Take-Away: The Court held that a corporation’s contractual obligation to redeem the stock of one of its shareholders was not a liability or debt.

Background: The U.S. Supreme Court, in Estate of Connelly,  held yesterday that the life insurance proceeds that are received by a corporation on the death of one of its shareholders needs to be included in the value of the corporation for federal estate tax purposes, when it comes to valuing the interest of the deceased shareholder in that corporation. The life insurance death benefit was paid to the corporation to enable the corporation to fulfill its contractual obligation under a preexisting buy-sell agreement to redeem a deceased shareholder’s stock in the corporation. The corporation was worth $3.0 million when its majority shareholder died. The majority shareholder owned about 77% of the stock.  $3.5 million in death benefit was paid to the corporation on the majority shareholder’s death. The corporation then used $3.0 million to full its redemption obligation. The decedent’s shares were reported with a value of $3.0 for federal estate tax purposes. The IRS successfully claimed in the lower courts that the corporation was worth about $6.5 million on the majority shareholder’s death, and that his interest in the corporations should have been valued at $5.3 million (not $3.0 million.) The lower court decisions were affirmed by the Supreme Court

Not a Wash: The decedent’s estate had argued that while clearly the death proceeds were paid to the corporation, the corporation also had a corresponding binding legal obligation, a debt,  under the existing  shareholder buy-sell agreement for the corporation to use the same death benefit proceeds to fulfill its stock redemption obligation, thus leading to a ‘wash’, i.e., $3.0 million in, $3.0 million out, thus leaving the corporation’s assets (and the corporation’s intrinsic value) basically the same at the time of the deceased shareholder’s death. The Supreme Court rejected this ‘wash’ argument, noting that the surviving shareholder, after the redemption, owned 100% of the corporation with that close-to-same value at the other shareholder’s death. Accordingly,  practically speaking, wealth was in some manner transferred to the surviving shareholder whose interest in the corporation swelled to the $3.0 million value. The Court seemed to be fixated on the fact that the surviving shareholder got some sort of benefit, when its analysis should have been focused solely on the value of the corporation, both its assets and its debts, at the time of the majority shareholder’s death.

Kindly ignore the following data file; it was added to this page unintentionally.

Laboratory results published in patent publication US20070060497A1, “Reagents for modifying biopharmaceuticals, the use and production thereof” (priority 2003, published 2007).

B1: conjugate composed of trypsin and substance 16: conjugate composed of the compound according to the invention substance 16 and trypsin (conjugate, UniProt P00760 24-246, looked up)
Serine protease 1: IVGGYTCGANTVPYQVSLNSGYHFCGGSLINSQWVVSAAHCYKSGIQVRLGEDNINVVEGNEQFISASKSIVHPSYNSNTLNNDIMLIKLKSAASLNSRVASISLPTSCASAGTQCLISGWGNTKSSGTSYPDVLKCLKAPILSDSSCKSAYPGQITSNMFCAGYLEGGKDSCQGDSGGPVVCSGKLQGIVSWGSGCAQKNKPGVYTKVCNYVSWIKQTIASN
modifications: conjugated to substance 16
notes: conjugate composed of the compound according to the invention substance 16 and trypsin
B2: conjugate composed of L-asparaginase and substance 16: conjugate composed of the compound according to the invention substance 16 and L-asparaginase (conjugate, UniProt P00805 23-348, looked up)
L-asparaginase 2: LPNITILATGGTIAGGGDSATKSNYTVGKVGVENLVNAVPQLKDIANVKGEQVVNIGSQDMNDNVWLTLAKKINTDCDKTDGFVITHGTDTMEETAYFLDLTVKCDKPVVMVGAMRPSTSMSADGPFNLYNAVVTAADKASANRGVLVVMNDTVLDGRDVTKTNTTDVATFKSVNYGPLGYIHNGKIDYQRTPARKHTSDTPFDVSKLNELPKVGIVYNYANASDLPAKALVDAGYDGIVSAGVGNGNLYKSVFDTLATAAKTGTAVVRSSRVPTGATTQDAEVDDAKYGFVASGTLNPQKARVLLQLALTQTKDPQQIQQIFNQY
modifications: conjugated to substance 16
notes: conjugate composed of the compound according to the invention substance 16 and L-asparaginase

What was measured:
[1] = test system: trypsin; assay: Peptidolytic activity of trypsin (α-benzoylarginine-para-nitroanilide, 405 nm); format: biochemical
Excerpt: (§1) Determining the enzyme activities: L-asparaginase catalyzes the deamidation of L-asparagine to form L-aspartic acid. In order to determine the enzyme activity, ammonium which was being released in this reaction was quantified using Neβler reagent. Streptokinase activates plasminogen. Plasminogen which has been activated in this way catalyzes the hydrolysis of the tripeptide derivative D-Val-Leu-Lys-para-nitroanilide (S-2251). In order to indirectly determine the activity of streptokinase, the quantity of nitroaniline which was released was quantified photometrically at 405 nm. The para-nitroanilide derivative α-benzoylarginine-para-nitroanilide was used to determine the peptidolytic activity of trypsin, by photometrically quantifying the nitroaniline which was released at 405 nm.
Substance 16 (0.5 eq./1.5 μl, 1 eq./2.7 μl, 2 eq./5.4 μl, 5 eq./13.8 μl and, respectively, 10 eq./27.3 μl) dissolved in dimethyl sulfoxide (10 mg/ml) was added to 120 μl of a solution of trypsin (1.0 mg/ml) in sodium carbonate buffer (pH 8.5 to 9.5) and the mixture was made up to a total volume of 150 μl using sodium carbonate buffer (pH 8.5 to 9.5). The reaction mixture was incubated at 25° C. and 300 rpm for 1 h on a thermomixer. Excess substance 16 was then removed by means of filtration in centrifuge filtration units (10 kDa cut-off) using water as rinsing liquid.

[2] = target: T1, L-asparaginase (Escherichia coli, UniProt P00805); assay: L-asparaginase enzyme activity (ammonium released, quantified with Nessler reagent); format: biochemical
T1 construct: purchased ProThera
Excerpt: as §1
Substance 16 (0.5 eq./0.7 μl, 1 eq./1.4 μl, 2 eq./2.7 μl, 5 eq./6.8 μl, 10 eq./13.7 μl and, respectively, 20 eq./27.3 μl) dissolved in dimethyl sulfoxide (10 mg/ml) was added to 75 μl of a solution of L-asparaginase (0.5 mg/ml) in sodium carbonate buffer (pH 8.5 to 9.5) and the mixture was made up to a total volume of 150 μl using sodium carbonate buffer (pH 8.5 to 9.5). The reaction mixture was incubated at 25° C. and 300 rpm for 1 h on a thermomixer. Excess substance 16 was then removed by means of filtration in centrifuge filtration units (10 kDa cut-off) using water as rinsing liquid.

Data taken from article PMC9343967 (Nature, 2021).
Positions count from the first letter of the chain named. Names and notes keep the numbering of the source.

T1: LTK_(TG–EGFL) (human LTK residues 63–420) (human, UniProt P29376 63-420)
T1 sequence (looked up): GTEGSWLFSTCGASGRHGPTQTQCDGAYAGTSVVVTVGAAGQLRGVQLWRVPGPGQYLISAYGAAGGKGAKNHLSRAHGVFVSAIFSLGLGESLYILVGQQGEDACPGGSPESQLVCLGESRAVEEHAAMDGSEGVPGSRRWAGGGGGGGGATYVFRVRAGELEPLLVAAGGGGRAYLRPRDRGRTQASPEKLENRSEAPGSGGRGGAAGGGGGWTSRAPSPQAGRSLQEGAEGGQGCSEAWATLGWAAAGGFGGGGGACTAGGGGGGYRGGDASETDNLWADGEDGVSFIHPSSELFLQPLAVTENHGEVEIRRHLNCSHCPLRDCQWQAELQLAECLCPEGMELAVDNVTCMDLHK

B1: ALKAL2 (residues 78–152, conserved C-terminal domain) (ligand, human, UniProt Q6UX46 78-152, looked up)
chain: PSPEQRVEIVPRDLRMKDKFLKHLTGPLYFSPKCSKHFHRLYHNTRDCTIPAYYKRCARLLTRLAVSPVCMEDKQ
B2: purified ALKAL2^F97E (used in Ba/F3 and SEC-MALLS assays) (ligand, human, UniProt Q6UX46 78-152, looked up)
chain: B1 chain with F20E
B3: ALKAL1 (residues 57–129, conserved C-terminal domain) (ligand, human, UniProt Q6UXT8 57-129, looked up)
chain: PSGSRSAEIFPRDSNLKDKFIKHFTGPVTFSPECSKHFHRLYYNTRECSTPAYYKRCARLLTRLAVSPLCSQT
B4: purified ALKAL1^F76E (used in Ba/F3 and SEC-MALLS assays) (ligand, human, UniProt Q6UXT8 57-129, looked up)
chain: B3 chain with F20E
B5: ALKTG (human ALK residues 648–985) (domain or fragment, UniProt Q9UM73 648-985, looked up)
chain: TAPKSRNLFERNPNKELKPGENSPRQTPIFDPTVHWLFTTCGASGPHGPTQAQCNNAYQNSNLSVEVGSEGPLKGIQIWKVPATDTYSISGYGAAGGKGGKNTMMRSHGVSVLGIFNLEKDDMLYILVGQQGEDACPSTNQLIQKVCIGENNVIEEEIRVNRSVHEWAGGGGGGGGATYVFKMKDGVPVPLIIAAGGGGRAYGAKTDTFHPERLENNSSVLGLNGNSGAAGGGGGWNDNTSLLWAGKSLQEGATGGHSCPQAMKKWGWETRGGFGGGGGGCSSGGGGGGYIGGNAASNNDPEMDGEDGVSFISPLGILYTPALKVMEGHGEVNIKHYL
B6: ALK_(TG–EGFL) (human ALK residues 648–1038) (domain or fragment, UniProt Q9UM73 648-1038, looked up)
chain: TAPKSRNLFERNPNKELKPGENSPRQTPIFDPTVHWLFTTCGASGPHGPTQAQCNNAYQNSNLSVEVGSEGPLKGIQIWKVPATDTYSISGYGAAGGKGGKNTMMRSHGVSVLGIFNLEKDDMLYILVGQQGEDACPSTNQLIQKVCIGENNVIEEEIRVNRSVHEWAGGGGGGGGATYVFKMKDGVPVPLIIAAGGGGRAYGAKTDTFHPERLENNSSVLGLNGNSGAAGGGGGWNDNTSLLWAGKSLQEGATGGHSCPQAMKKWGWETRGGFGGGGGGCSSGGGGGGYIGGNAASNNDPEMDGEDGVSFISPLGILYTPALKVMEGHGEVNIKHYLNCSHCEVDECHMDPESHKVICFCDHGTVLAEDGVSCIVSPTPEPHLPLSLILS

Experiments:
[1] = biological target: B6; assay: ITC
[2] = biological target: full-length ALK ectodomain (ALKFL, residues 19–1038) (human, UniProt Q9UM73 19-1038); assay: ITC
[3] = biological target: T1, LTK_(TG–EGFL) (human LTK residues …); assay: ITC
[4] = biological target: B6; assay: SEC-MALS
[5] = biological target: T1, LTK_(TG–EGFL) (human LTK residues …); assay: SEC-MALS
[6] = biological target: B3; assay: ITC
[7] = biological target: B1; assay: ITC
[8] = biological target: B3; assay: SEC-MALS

Consequences: As a result of the Connelly decision, many existing buy-sell agreements that require the redemption of an owner’s interest in the entity, which obligation is funded by life insurance, should now be closely re-examined.

Cross-Purchase Agreement: Whether to continue with a redemption agreement, as opposed to shifting to a stock-purchase agreement between the shareholders (and excluding their corporation), where the shareholder own the life insurance policy on the life of the other shareholder,  needs to be re-evaluated.

Life Insurance Owned by LLC: Yet another option to consider is for the shareholders to form an LLC that is structured to purchase the life insurance policies on the lives of all shareholders, with the death benefit payable to the LLC used by the surviving LLC members to purchase the decedent’s interest in the business entity, i.e., the corporation. The LLC, which would own a life insurance policy on the life of each shareholder, would avoid the major drawback of a cross-purchase agreement where a life insurance policy must be purchased by each shareholder on the lives of all other shareholders, leading to multiple policy purchases and premium obligations. Such an LLC-insurance owned arrangement used to fund the buy-sell agreement would keep the death benefit from being paid to the corporation and would thus avoid the problem encountered in the Connelly case.

Conclusion: Perhaps the Connelly decision is something of a wake-up call for the estate planning community, which may have been lulled into a bit of complacency with high applicable exemption amounts and portability causing federal estate taxes to become something of an after-thought in planning. 2026 looms on the horizon. Here, with Connelly,  we have a decision that arguably inflates the value of the decedent’s interest in a closely held business. This decision can lead to mismatch between what is received, and the death tax associated with what is received. Mr. Connelly’s estate was contractually obligated to take $3.0 million for the decedent’s interest in the corporation, which it received. According to the IRS’s analysis and $5.3 million deemed value, $2.12 million of that death benefit was ‘paid back’ in the form of federal estate taxes- the net effect was that Mr. Connelly’s estate ‘netted’ roughly $900,000 on its sale of his shares, resulting in a mismatch.

View PDF